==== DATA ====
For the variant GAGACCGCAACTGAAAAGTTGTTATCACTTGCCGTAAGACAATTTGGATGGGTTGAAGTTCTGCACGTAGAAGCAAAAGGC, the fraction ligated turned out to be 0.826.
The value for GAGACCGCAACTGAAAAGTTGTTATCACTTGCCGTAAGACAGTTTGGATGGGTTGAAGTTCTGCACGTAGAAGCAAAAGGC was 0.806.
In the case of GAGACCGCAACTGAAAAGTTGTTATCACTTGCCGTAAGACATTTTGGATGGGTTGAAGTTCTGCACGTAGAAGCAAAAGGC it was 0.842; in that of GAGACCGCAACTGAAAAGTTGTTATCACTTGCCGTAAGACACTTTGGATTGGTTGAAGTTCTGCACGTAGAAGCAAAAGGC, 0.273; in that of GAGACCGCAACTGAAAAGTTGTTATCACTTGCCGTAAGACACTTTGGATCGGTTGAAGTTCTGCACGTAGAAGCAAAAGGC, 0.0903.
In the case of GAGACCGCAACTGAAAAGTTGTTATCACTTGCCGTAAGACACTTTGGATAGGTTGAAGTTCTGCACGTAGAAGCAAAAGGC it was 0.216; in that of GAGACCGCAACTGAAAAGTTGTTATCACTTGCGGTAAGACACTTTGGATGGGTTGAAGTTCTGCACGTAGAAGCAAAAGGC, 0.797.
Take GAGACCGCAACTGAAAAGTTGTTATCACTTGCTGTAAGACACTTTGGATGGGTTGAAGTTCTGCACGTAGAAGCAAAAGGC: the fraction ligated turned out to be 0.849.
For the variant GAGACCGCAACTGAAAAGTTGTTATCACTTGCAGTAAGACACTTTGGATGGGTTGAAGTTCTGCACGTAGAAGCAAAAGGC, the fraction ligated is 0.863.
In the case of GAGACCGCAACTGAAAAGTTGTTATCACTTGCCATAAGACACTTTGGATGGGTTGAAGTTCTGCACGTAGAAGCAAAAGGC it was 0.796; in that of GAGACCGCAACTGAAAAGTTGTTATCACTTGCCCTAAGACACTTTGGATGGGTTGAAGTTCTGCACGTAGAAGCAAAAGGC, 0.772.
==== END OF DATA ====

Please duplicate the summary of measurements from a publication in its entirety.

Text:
For the variant GAGACCGCAACTGAAAAGTTGTTATCACTTGCCGTAAGACAATTTGGATGGGTTGAAGTTCTGCACGTAGAAGCAAAAGGC, the fraction ligated turned out to be 0.826.
The value for GAGACCGCAACTGAAAAGTTGTTATCACTTGCCGTAAGACAGTTTGGATGGGTTGAAGTTCTGCACGTAGAAGCAAAAGGC was 0.806.
In the case of GAGACCGCAACTGAAAAGTTGTTATCACTTGCCGTAAGACATTTTGGATGGGTTGAAGTTCTGCACGTAGAAGCAAAAGGC it was 0.842; in that of GAGACCGCAACTGAAAAGTTGTTATCACTTGCCGTAAGACACTTTGGATTGGTTGAAGTTCTGCACGTAGAAGCAAAAGGC, 0.273; in that of GAGACCGCAACTGAAAAGTTGTTATCACTTGCCGTAAGACACTTTGGATCGGTTGAAGTTCTGCACGTAGAAGCAAAAGGC, 0.0903.
In the case of GAGACCGCAACTGAAAAGTTGTTATCACTTGCCGTAAGACACTTTGGATAGGTTGAAGTTCTGCACGTAGAAGCAAAAGGC it was 0.216; in that of GAGACCGCAACTGAAAAGTTGTTATCACTTGCGGTAAGACACTTTGGATGGGTTGAAGTTCTGCACGTAGAAGCAAAAGGC, 0.797.
Take GAGACCGCAACTGAAAAGTTGTTATCACTTGCTGTAAGACACTTTGGATGGGTTGAAGTTCTGCACGTAGAAGCAAAAGGC: the fraction ligated turned out to be 0.849.
For the variant GAGACCGCAACTGAAAAGTTGTTATCACTTGCAGTAAGACACTTTGGATGGGTTGAAGTTCTGCACGTAGAAGCAAAAGGC, the fraction ligated is 0.863.
In the case of GAGACCGCAACTGAAAAGTTGTTATCACTTGCCATAAGACACTTTGGATGGGTTGAAGTTCTGCACGTAGAAGCAAAAGGC it was 0.796; in that of GAGACCGCAACTGAAAAGTTGTTATCACTTGCCCTAAGACACTTTGGATGGGTTGAAGTTCTGCACGTAGAAGCAAAAGGC, 0.772.